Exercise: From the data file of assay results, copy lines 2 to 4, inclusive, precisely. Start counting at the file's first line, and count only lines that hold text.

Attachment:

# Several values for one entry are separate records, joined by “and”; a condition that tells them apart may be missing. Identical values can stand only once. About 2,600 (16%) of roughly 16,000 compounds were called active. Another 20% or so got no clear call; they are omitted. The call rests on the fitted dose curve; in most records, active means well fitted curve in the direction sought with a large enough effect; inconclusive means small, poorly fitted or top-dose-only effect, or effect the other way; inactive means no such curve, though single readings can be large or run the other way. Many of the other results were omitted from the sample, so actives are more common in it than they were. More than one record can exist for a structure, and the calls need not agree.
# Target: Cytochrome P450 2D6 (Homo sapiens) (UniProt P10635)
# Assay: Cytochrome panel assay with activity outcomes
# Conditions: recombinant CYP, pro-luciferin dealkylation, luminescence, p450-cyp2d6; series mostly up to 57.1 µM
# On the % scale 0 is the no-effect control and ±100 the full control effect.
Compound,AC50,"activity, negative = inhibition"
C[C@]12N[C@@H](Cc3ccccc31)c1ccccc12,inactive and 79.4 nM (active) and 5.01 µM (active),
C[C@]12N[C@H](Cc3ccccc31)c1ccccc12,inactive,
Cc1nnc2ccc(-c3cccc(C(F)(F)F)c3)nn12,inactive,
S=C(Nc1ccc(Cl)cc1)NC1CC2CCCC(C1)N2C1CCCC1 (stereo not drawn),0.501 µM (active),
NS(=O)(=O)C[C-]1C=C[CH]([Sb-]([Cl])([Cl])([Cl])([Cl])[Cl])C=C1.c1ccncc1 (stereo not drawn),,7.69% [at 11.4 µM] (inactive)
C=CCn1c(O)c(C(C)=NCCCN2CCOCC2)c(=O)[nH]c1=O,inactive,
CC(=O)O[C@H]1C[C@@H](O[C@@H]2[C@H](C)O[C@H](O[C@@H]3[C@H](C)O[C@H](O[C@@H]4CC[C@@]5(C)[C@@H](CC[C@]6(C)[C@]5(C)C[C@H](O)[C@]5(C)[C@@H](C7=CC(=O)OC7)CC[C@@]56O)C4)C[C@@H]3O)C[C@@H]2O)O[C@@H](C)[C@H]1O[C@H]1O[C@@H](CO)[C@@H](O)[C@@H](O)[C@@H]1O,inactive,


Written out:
# Target: Cytochrome P450 2D6 (Homo sapiens) (UniProt P10635)
# Assay: Cytochrome panel assay with activity outcomes
# Conditions: recombinant CYP, pro-luciferin dealkylation, luminescence, p450-cyp2d6; series mostly up to 57.1 µM